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- Company Final Accounts – Explained!
Companies are governed by the Companies Act, Section and of the companies act specifies regarding preparation of final accounts. Section 2. The Act does not specify form to which the Profit and Loss Account to be presented.
Company final account pdf reader
The period to which the accounts relate is known as the financial year of it may be less then, equal to or greater than 12 months but cannot exceed the 18 months. Section of the Companies Act makes it compulsory for every company to keep proper books of an account with respect to:.
All sums of money received and spent by the company and the money in respect of which the receipt and expenditure take place. The assets and liabilities of the company.
The books of accounts and the relevant vouchers to any entry relating to period of at least eight immediately preceding the current must be preserved. Section of the Companies Act governs the preparation of final account of a Company.
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In case of non-profit Companies, an Income and expenditure Account should be submitted. The period to which the account relates is called a Financial Year of the Company. It may be less or more of a calendar year but must not exceed 15 months. It may also be extended to 18 months provided the Register has granted special permission.
The Profit and Loss Account or Income and Expenditure Account the relate, in the case of the first Annual General Meeting of the Company, in a period from the date of a incorporation to a day which shall not precede the day of the meeting by more than nine months.
And in case of any subsequent Annual General Meeting, the period runs from the date of the previous accounts to a date not more than six months prior to the date of meeting. Every Balance Sheet of Company shall give a true and fair view of the state of affairs of the Company as at the end of the financial year.
It shall also be in the form set out in part 1 of Schedule VI, or in such other form as may be approved by the Central Government [ 1 ]. Provided that nothing contained in this sub-section shall apply to any Insurance or Banking Company or any Company engaged in the generation of supply of electricity or to any other class of Company for which a form of Balance Sheet been specified in or under the Act governing such class of Company.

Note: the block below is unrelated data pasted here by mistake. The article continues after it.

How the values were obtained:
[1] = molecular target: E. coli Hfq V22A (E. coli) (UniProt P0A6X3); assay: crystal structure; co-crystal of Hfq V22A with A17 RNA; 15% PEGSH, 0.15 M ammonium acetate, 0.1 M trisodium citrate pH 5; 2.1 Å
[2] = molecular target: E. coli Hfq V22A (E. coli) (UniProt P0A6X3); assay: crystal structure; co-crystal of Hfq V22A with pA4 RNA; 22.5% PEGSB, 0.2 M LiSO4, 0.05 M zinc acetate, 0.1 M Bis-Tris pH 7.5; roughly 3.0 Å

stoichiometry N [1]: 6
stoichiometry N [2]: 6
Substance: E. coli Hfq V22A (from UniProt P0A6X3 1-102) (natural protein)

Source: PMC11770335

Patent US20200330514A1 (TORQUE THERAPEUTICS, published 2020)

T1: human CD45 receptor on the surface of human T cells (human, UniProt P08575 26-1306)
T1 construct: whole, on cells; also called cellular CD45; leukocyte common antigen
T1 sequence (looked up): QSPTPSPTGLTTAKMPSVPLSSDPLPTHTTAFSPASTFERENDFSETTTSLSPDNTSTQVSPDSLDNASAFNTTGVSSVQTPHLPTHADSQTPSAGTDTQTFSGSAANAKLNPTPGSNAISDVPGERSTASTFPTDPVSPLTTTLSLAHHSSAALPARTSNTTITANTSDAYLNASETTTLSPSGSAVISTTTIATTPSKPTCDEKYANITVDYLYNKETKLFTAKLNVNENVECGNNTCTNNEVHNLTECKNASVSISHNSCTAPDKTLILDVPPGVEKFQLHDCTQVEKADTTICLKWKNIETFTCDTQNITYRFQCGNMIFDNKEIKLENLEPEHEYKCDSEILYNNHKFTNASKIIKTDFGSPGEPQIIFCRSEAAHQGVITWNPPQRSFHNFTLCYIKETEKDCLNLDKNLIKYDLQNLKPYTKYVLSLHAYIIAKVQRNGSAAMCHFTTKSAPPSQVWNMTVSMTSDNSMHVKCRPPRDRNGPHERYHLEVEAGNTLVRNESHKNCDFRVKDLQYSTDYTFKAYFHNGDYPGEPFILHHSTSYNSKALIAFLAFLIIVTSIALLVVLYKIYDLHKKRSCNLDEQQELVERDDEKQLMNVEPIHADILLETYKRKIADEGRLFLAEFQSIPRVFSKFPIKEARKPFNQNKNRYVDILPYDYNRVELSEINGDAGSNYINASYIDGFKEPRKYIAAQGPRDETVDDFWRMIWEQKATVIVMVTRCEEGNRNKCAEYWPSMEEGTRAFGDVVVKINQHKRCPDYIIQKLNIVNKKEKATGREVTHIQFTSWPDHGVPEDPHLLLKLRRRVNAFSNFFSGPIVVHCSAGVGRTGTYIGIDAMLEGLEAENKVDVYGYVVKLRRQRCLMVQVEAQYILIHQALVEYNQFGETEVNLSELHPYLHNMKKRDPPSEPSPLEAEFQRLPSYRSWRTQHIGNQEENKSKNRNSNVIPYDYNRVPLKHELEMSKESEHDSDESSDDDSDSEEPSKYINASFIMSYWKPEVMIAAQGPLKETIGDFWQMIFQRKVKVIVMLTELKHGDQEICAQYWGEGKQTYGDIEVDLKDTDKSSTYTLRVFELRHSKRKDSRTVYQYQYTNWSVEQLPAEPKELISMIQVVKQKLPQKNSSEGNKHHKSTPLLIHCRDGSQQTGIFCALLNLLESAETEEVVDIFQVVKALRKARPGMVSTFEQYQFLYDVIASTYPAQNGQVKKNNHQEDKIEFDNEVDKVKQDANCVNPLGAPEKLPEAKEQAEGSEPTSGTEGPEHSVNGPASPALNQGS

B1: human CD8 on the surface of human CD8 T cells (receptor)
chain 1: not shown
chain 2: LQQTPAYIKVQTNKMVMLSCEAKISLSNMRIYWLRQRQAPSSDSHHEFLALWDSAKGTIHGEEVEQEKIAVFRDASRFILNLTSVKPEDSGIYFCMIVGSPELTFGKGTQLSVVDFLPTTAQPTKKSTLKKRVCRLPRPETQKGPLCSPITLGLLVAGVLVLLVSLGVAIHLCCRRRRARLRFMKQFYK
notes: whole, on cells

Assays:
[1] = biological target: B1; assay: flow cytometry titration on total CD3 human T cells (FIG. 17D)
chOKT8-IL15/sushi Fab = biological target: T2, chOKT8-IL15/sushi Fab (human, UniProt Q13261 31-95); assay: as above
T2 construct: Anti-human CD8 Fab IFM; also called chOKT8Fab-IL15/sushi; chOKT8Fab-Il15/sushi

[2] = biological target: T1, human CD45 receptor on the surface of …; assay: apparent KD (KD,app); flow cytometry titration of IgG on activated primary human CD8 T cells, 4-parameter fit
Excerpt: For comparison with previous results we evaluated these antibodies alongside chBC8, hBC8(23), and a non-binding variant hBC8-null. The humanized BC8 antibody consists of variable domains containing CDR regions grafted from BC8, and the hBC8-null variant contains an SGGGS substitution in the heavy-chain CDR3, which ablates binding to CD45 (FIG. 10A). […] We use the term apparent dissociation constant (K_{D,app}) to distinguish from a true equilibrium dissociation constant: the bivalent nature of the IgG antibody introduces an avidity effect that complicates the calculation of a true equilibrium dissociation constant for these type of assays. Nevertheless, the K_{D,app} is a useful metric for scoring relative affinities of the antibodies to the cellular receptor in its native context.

Every Profit and Loss Account of a Company shall give a true and, fair view of the profit and loss the Company for the financial year.
One of the Directors who sign shall be a Managing Director where there is one. The Balance Sheet and Profit and Loss Account must be approved by the Board before they are submitted to the auditors who must in turn attach their report thereto. If there is any separate, special supplementary report by the auditor, it shall also be attached to the Balance Sheet. If any person, being a Director of a Company, fails to take all reasonable step to company with the previsions, he shall, in respect of each offence, be punishable with imprisonment for a term which may extend to six months, or with imprisonment for a term which may extend to six months, or with fine which may extend to Rs.
However, the punishment of imprisonment is given only when the offence is committed willfully. The profit and Loss Account of a Company should give a true and fair view of the profit or loss of the Company for the financial year. The first account covers the period since the incorporation of the Company, and subsequent accounts cover the period since the date of the preceding account. Profit and Loss Account shall be so made out as to clearly disclose the result of the working of the Company during the period covered by the account and shall disclose every material feature including credits or receipts and debits or expenses in respect of non-recurring expenditure or expenditure of an exceptional nature.
It shall set out the various items relating to the income and expenditure of the Company under the most convenient heads and in particular shall disclose the following information in respect of the accounting period.
The important provisions are given below:. In the case of all concerns having work-in-progress, the amounts for which such works have been completed at the commencement and at the end of the accounting period. The amount provided for depreciation, renewals or diminution in value of fixed assets.
If such provision is not made by means of a depreciation charge, the method adopted for making such provision. If not provision is made for depreciation, the fact that no provision has been made shall be stated and the quantum of arrears of depreciation computed in accordance with Section 2 of the Act shall be disclosed by way of a note.
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The amount of charge for Indian Income-tax and other Indian taxation on profit and distinguishing them. The aggregate amount of dividends paid and proposed, and stating whether such amounts are subject to deduction of income tax or not.
Journal to Final Accounts - Transaction trail with Example
Amount, if material, by which any items shown in the Profit and Loss Account is affected by any change in the basis of accounting. Commission or other remuneration payable separately to a Managing Agent or his associate under Section , and Commission received or receivable under Section by the Managing Agent or his associate as selling agent of other concerns in respect of contracts entered into by such concerns with the Company. The money value of the contracts for the sale or purchase of goods and materials or supply of services, entered into by the Company with the Managing Agent or his associate under Section during the financial year.